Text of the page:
May 4, 2007
Unprecedented Bush Administration Decision to Withdraw U.S.Gambling Sector From WTO Jurisdiction Highlights Hazards of Fast-Track-Enabled Trade Agreements
Under WTO Rules, U.S. Is Required to Negotiate Terms of Compensation With Other WTO Signatory Countries Before It Is Allowed to Withdraw Sector
WASHINGTON, D.C. – The Bush administration’s unprecedented decision that it will withdraw the U.S. gambling service sector from World Trade Organization (WTO) jurisdiction is good news for U.S. sovereignty, Public Citizen said today. But the fact that this action will trigger major demands by other countries for compensation under WTO rules also highlights how the fast track negotiating system has enabled a series of trade pacts that undermine the public interest.
“It’s good news that the Bush administration finally is listening to the state attorneys general and others who have asked for the U.S. Trade Representative (USTR) to remove gambling from WTO jurisdiction and thus eliminate further attacks on U.S. gambling regulation,” said Lori Wallach, director of Public Citizen’s Global Trade Watch division. “The WTO’s ruling against the U.S. Internet gambling ban was not some fluke, but rather a preview of coming attractions given how extensively the WTO’s service sector rules interfere with non-trade domestic policies regulating the conduct of services operating within our own country.”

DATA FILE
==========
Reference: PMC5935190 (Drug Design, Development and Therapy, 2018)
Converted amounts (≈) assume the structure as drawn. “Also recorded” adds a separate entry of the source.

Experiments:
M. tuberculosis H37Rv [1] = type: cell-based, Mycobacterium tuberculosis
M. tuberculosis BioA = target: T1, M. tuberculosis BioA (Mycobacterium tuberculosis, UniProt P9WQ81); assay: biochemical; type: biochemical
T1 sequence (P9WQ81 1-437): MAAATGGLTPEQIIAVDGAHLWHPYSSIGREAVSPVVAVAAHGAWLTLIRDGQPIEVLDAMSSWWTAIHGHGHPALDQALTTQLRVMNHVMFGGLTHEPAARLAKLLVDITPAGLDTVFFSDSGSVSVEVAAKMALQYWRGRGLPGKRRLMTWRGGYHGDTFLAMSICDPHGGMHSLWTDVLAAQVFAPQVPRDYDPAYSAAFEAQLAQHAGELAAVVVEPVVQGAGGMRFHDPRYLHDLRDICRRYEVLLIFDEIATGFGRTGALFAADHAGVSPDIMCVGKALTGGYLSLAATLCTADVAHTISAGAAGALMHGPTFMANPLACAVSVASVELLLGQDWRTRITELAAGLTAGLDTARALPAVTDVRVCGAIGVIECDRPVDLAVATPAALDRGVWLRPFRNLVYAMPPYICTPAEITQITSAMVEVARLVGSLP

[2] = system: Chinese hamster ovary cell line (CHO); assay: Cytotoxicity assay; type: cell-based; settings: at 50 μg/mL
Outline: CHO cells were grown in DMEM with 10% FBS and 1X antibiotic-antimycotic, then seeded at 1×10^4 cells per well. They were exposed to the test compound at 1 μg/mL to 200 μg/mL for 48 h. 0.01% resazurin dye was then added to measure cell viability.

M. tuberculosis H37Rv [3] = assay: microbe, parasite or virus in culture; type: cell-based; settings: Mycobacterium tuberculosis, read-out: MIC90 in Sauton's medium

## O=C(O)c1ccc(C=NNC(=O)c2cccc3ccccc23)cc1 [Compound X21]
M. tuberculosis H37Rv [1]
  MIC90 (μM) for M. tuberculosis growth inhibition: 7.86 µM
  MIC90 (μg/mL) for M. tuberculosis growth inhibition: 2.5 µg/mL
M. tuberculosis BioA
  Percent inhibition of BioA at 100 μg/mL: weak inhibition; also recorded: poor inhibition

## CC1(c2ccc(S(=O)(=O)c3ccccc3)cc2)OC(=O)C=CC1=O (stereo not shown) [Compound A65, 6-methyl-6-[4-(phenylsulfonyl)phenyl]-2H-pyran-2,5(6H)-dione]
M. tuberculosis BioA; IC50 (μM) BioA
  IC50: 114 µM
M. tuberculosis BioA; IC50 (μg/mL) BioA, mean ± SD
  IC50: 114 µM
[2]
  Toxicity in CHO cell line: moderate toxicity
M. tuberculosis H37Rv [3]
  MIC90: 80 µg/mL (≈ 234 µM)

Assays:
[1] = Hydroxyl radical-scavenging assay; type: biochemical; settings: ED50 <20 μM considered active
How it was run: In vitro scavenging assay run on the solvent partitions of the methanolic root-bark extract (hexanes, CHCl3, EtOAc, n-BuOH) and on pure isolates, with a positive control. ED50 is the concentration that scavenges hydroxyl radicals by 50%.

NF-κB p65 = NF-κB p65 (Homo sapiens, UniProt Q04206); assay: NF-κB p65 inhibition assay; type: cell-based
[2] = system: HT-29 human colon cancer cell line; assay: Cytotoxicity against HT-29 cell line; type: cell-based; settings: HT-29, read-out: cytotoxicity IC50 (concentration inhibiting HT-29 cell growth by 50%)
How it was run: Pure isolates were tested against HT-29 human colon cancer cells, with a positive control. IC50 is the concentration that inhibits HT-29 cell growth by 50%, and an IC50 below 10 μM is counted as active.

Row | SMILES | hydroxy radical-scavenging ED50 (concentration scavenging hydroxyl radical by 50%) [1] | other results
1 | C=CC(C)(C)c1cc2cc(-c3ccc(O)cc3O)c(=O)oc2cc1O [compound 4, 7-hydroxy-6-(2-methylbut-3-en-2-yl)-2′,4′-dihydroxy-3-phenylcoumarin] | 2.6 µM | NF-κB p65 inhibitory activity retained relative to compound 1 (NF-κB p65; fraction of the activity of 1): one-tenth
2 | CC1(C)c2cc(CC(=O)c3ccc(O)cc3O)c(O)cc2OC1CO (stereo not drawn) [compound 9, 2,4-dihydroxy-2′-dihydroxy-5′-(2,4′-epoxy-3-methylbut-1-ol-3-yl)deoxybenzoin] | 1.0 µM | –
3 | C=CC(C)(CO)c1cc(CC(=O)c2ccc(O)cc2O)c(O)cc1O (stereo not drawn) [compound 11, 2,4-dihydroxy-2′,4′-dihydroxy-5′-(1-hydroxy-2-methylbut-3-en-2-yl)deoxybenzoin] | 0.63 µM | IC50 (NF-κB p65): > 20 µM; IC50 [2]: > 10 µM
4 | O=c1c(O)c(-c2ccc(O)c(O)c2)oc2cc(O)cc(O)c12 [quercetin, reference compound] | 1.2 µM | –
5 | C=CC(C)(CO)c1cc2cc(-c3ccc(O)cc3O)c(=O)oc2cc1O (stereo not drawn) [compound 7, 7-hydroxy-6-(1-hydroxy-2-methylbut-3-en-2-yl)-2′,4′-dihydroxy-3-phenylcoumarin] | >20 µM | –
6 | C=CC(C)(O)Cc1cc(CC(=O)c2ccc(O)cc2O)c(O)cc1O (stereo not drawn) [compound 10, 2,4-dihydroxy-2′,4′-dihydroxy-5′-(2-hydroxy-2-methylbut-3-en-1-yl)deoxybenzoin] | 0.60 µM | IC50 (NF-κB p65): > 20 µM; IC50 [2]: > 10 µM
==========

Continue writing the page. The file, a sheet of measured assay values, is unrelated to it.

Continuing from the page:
Today’s announcement that the USTR has submitted a WTO GATS Article XXI (Modification of Schedules) request follows an early March WTO enforcement panel ruling that authorized sanctions against the United States. The panel ruled that the U.S. had failed to comply with a 2005 final WTO order to change certain laws related to a successful challenge by Antigua of the U.S. ban on Internet gambling. The WTO GATS agreement allows nations to “take back” service sectors from WTO jurisdiction, but only after compensating trading partners for lost business opportunities.
“What American industries will USTR be willing to trade to compensate for the withdrawal of the gambling industry from the WTO?” said Saerom Park, state and local program coordinator of Public Citizen’s Global Trade Watch division. “The USTR’s announcement unfortunately explained none of this.”
In this case, the USTR can not merely “clarify” or “correct” U.S. service sector commitments at the WTO – it can only withdraw them. Additionally, the USTR can not withdraw U.S. commitments without first compensating countries that feel they have lost out on their access to a $15.5 billion online gambling market, making this potentially a very costly situation.
“Thanks to the WTO’s overreaching rules, the United States found itself in the position of either facing trade sanctions for failing to implement a WTO ruling ordering it to change its ban on Internet gambling or facing costly demands for compensation from other WTO countries after requesting to remove the gambling sector from WTO jurisdiction,” said Wallach. “Either way, the United States will be required to pay for the right to regulate gambling activities within our country. But today’s choice is designed to shut down future threatened additional WTO challenges by simply removing the sector from WTO coverage.”
Beyond the narrow issues related to Internet gambling, the WTO Internet gambling ruling implicated large swaths of state and federal gambling law unrelated to online gaming as potential trade barriers. The European Union has already threatened to bring an additional case. An array of common state gambling regulations such as gambling bans, state lotteries or exclusive Indian gaming rights, which have the unintended effect of keeping out private European lotteries and casinos, were implicated as trade violations and jeopardized by the possibility of future challenges by the Internet gambling ruling.